18 April, 2010


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07 April, 2010

Images of Bintulu Today

Waterfront structures
Belian railings ( foreground) at Bintulu Waterfront

Sarawak Rivers Board newly completed building

Bintulu Waterfront - longest waterfront in Sarawak.

29 March, 2010

Salleh sells the 4 C's

Haji Salleh Yap, always feeling young and energetic in front of the wok.

I am fascinated by how Salleh Yap makes his business last. When I was a young student in the early 70's, I used to drop by at Mr. Yap's stall situated next to the Rex cinema in Kuching. Sounds familiar? Those were the days of the cinema and films, and he was in his twenties joining force with his father to conduct a simple yet unique business of selling fritters at the back lot of the Rex cinema. When I met him today at his stall nearby the Kuching divisional mosque, I found that he is just one year my senior. He has been in the business of selling fritters for the last forty five (45) years. The name "Rex Fritters", or in the local Malay lingo - cucur campur rex, was proudly displayed on a one-page menu at the table where I sat. It was all light- heartedness, friendly atmosphere and laughs when I intervened in short conversations his busy movements while he completed an unending list of orders from customers and many who lined up to buy some as take-aways. At RM 5.00 I had a plateful of fritters served hot according to my choice. The choices are many. There are fritters of fish ball, prawns, yam, sweet potatoes, sausages and bean curds. The beauty of eating the fritters at the stall is that it is served hot out of the frying pan. With a magical sauce that has remained consistent over more than four decades, he remains the N0. 1 fritter seller in Kuching. And was I surprised? He how runs courses on making fritters, the Rex style. Now I can understand why the 4 Cs he sells has kept him forever busy and wealthy- Convenience (location), Class (quality), Cheap and Culture (common cuisine). All mixed the 4 Cs has been a winning menu for people from all walks of life who have like me associated Rex fritters as an original Kuching brand over many decades.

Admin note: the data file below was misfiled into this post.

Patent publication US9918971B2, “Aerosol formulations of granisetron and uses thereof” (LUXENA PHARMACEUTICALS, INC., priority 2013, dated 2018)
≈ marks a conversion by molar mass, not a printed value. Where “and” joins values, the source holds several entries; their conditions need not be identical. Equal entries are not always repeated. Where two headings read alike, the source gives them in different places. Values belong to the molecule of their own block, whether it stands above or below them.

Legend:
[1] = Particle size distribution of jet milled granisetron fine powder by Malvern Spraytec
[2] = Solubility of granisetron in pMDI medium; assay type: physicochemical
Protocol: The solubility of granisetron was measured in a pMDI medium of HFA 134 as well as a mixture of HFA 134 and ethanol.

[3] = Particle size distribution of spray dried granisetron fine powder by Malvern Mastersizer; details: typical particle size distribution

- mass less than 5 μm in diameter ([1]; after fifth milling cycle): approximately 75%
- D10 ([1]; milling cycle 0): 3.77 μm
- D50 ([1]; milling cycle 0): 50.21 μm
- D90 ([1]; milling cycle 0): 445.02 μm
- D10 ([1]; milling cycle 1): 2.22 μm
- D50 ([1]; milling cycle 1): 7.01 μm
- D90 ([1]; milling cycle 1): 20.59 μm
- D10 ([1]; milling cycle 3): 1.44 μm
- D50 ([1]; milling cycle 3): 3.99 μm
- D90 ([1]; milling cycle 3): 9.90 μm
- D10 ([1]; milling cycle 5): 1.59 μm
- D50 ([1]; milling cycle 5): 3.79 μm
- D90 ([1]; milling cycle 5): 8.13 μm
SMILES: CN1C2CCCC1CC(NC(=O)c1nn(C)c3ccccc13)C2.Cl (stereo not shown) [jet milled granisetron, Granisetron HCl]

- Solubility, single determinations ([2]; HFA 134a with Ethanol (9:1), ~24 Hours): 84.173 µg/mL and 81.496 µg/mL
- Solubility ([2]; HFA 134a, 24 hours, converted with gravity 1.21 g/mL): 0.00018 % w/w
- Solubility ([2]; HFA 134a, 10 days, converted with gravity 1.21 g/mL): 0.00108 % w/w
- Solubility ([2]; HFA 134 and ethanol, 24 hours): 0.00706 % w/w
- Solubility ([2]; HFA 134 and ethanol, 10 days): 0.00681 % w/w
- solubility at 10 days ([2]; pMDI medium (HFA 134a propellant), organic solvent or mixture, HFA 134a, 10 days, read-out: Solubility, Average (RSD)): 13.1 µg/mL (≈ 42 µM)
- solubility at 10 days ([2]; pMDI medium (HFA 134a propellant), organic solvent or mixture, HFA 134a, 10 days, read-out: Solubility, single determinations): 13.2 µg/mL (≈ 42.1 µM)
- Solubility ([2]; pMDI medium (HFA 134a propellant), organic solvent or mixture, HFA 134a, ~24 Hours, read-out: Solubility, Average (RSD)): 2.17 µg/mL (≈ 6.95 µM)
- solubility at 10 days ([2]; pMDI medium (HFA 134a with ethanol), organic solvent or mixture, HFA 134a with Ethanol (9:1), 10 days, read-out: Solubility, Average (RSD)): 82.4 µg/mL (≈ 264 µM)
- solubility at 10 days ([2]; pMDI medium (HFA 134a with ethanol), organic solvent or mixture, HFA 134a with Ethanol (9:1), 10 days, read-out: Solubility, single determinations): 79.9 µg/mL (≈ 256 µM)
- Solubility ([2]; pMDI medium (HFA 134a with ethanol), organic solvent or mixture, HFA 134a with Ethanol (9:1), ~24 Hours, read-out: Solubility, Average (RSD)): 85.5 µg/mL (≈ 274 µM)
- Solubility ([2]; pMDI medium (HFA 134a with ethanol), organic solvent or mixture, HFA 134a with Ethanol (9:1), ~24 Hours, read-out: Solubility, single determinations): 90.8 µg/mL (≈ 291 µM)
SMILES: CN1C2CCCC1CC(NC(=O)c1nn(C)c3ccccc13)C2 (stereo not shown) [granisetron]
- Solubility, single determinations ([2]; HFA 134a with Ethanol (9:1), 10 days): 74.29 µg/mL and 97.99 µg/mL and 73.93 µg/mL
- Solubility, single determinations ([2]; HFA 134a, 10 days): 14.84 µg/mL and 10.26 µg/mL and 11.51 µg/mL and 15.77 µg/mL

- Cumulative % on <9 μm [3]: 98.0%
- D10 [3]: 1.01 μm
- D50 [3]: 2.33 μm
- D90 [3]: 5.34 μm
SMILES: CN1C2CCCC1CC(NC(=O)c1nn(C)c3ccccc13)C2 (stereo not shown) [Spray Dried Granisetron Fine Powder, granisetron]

Fritters - Rex style.

25 March, 2010

Kuching's new Orchid Garden

A section of the open area housing some ground or terrestrial orchids.

I have been busy for the last two weeks researching and writing for my assignments which I've completed a few days ago. Therefore today I took time to free my mind out of heavy reading and let it wander amidst nature's scenery, fragrance and beauty. Oh, how grateful I was for having made a short visit to the newly completed DBKU Orchid Garden nearby the Kuching Waterfront area. The garden is owned and managed by the Kuching City North which in Malay means Dewan Bandaraya Kuching Utara - thus the abbreviation DBKU. DBKU is a government agency tasked with the administration of Kuching City North. I need to explain further. Kuching City has two mayors, one for the northern area and another for the southern region. I guess not many cities in the world have two mayors. Well, that's something for the record. The garden sprawling over a 15 acres site, is open to the public from 9.30 am till 6.00 pm from Tuesday to Sunday and on public holidays. Admission is free and photo taking is allowed. Naturally I had a field day taking the images home . But I feel I need to come back here again in the future to see more orchids in bloom especially to peek at those that failed to show their true colours today. I will try to cover more on the subject of orchids later now that excellent samples are easily seen at the garden. For now I would like to share a few of the wonderful species that caught my nokia n93i camera phone lens for the sharing. I hope you too will enjoy the slide show below. Just click on the 'Normah Orchid' image below to see the garden via youtube. Have fun and need I remind " A thing of beauty is a joy forever".